Major Stars Return to Form

[Drag City; 2010]

Styles: psych-rock
Others: Cream, Hendrix, Joplin. No, seriously.

The first time I heard Major Stars was several years ago, when I stumbled upon a bootlegged copy of a limited-edition live split they did with fellow psych revivalists Comets on Fire. The band’s contribution to Live in Europa was everything I needed at the time: chugging, unrelenting super-riffs blanketed mightily over crack-a-lack drums and blurry bass grooves, the levels on the recording pushed way into the red, everything rough and tumble and fuzzed-out beyond oblivion. It was a revelation — from the huge crop of bands at the time cribbing relentlessly from psych-rock oldsters like Blue Cheer and Hawkwind, Major Stars stood out not merely as one of the ablest of imitators, but as a band tremendously inspired, a band who really got it.

But that was where Major Stars ended for me. The Boston-based band, with its rotating cast of characters, released a few LPs throughout the aughts, none of which really drew me in. I listened briefly and with mild interest to 2005’s 4, but their studio recordings just didn’t exude the same brute strength as the live jams with which I fell head over heels in love at first. Enter Return to Form. One quick listen to this baby and it is instantly recognizable as a Major Stars record: the triple guitars, the abundance of high-end in the mix, the endless parade of wanked-out solos (and, oh man, the solos: guitarist Wayne Rogers wants you to know that he can fucking play). Sadly, it is also a Major Stars studio record, chock full of riffs and layers but ultimately rendered somewhat listless within the confines of the medium.

Album opener “Better Stay Down” hits like an anvil, rocking right out of the gate, but loses steam immediately as vocalist Sandra Barrett chimes deliberately and awkwardly in. Her voice has been described in reviews as sounding like Heart’s Ann Wilson, and that’s not terribly far off. It is a classic sort of timbre that could shine given the right kind of tunes; unfortunately, more often than not, the thickness of Major Stars’ guitar assault overwhelms Barrett’s singing and makes her sound small, flat, and ineffective. I mean this not as a critique of her voice itself; rather, I wonder whether Major Stars could hit harder with no vocals at all.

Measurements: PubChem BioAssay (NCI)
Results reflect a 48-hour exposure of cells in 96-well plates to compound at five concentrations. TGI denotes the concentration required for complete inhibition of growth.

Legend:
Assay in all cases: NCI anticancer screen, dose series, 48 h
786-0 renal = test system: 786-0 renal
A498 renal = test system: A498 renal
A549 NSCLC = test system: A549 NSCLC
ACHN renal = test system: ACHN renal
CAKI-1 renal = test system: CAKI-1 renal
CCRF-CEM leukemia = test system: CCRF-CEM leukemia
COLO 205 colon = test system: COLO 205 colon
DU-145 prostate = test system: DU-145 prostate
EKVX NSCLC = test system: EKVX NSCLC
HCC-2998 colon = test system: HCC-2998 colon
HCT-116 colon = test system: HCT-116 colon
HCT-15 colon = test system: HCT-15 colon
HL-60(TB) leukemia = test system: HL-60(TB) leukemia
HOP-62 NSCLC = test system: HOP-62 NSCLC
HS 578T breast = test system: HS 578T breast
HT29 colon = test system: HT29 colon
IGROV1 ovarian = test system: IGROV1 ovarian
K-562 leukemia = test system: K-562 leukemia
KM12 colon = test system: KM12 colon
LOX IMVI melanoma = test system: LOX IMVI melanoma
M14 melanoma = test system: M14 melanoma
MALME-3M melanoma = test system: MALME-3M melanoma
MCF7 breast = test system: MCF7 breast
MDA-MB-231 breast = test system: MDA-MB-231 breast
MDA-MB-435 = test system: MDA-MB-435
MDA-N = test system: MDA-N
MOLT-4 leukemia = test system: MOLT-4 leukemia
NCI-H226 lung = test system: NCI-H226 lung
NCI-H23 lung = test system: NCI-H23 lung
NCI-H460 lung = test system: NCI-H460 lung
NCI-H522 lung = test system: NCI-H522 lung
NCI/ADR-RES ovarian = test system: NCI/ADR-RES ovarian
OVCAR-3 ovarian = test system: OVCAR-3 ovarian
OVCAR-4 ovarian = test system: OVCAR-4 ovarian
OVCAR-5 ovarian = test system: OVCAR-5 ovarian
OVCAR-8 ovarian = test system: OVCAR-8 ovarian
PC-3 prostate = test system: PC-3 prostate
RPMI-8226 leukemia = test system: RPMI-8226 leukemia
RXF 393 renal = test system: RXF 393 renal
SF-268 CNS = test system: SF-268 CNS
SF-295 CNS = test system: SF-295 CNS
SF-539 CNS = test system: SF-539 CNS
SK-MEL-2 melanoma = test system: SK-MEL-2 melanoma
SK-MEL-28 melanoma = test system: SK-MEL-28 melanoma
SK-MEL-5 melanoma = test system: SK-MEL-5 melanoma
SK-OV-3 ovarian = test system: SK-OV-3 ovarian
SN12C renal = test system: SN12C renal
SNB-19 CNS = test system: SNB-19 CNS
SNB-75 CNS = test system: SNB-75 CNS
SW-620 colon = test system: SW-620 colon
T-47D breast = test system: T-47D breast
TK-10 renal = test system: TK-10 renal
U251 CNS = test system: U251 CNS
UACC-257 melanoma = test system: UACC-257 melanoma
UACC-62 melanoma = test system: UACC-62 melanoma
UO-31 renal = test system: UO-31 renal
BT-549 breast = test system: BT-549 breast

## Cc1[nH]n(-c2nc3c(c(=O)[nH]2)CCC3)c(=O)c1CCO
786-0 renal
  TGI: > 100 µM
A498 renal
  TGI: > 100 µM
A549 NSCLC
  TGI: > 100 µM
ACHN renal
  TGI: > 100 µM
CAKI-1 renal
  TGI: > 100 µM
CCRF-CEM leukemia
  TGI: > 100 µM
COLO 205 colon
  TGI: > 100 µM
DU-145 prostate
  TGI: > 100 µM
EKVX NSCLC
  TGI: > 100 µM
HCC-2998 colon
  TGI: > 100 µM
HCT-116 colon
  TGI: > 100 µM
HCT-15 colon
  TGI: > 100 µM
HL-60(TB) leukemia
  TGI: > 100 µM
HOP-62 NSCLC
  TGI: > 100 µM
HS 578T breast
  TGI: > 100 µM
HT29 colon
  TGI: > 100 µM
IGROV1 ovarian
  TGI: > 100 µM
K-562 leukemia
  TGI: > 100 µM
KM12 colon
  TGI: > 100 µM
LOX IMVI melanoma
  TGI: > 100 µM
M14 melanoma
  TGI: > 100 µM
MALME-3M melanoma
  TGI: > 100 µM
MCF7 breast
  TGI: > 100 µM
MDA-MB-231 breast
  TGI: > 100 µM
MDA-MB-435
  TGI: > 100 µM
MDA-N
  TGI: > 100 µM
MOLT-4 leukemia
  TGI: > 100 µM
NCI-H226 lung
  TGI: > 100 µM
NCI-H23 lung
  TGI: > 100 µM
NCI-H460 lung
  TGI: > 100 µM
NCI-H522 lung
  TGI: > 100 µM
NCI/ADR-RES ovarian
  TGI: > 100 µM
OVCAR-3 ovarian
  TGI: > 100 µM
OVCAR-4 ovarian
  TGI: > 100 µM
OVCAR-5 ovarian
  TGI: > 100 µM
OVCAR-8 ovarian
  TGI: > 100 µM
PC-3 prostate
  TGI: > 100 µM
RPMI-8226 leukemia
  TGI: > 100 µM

There are instances where Barrett’s voice boosts the album’s moxie, as on “The Space You Know,” where a plaintive melody and a doubled vocal track transform a borderline-dull rocker into something special and exciting. Likewise, “Two Degrees” displays a more confident-sounding Barrett exploring a higher range to nice effect. But there are more missteps than victories. Take “Haunting Season,” flawed from the title down. Painfully paint-by-numbers, the track ambles aimlessly through five and a half long minutes of drop-D nonsense, never finding (or even reaching for) a serious foothold. It could be something overheard at a pool hall somewhere in Kansas or an outtake from an early Soundgarden album. It’s a total drag; an almost unlistenable flub on what is otherwise a decent, if uninspired, album.

And that is essentially why listening to Return to Form is a disappointing experience. It’s mostly enjoyable on a surface level or if you’re in the right mood (or under the right influence), but it doesn’t beg repeated listens. “Live” bands like Major Stars are rarely able to translate their in-person bombast to tape. At least they can still pummel their crowds with monster-ass riffs.

Links: Major Stars - Drag City

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